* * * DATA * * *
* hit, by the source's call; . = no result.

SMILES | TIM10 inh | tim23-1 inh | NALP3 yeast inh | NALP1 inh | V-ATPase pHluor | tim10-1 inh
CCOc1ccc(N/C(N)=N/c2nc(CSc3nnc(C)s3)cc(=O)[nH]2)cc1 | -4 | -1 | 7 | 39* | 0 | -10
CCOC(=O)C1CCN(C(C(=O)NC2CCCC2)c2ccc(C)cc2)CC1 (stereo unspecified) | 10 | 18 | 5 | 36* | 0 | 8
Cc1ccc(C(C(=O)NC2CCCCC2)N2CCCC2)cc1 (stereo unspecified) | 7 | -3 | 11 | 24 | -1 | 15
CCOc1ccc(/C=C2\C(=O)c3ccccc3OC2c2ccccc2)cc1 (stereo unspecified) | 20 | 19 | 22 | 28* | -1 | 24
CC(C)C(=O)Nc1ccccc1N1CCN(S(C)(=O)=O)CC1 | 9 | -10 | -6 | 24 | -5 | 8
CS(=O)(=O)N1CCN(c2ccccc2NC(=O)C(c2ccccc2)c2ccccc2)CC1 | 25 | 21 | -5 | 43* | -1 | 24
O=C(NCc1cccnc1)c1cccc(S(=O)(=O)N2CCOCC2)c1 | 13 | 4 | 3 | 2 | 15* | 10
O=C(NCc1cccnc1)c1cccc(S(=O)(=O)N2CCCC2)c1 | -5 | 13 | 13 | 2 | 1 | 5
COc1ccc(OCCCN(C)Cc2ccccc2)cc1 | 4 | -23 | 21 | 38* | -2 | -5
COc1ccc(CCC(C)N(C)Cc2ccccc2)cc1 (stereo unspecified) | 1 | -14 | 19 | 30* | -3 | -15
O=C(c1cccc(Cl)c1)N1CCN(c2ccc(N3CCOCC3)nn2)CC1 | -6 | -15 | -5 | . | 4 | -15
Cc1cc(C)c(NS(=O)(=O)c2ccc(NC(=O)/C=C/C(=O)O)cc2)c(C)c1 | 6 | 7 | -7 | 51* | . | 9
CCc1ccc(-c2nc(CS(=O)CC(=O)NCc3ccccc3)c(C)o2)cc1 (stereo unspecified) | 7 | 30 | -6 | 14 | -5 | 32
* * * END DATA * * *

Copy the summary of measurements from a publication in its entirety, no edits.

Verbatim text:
* hit, by the source's call; . = no result.

SMILES | TIM10 inh | tim23-1 inh | NALP3 yeast inh | NALP1 inh | V-ATPase pHluor | tim10-1 inh
CCOc1ccc(N/C(N)=N/c2nc(CSc3nnc(C)s3)cc(=O)[nH]2)cc1 | -4 | -1 | 7 | 39* | 0 | -10
CCOC(=O)C1CCN(C(C(=O)NC2CCCC2)c2ccc(C)cc2)CC1 (stereo unspecified) | 10 | 18 | 5 | 36* | 0 | 8
Cc1ccc(C(C(=O)NC2CCCCC2)N2CCCC2)cc1 (stereo unspecified) | 7 | -3 | 11 | 24 | -1 | 15
CCOc1ccc(/C=C2\C(=O)c3ccccc3OC2c2ccccc2)cc1 (stereo unspecified) | 20 | 19 | 22 | 28* | -1 | 24
CC(C)C(=O)Nc1ccccc1N1CCN(S(C)(=O)=O)CC1 | 9 | -10 | -6 | 24 | -5 | 8
CS(=O)(=O)N1CCN(c2ccccc2NC(=O)C(c2ccccc2)c2ccccc2)CC1 | 25 | 21 | -5 | 43* | -1 | 24
O=C(NCc1cccnc1)c1cccc(S(=O)(=O)N2CCOCC2)c1 | 13 | 4 | 3 | 2 | 15* | 10
O=C(NCc1cccnc1)c1cccc(S(=O)(=O)N2CCCC2)c1 | -5 | 13 | 13 | 2 | 1 | 5
COc1ccc(OCCCN(C)Cc2ccccc2)cc1 | 4 | -23 | 21 | 38* | -2 | -5
COc1ccc(CCC(C)N(C)Cc2ccccc2)cc1 (stereo unspecified) | 1 | -14 | 19 | 30* | -3 | -15
O=C(c1cccc(Cl)c1)N1CCN(c2ccc(N3CCOCC3)nn2)CC1 | -6 | -15 | -5 | . | 4 | -15
Cc1cc(C)c(NS(=O)(=O)c2ccc(NC(=O)/C=C/C(=O)O)cc2)c(C)c1 | 6 | 7 | -7 | 51* | . | 9
CCc1ccc(-c2nc(CS(=O)CC(=O)NCc3ccccc3)c(C)o2)cc1 (stereo unspecified) | 7 | 30 | -6 | 14 | -5 | 32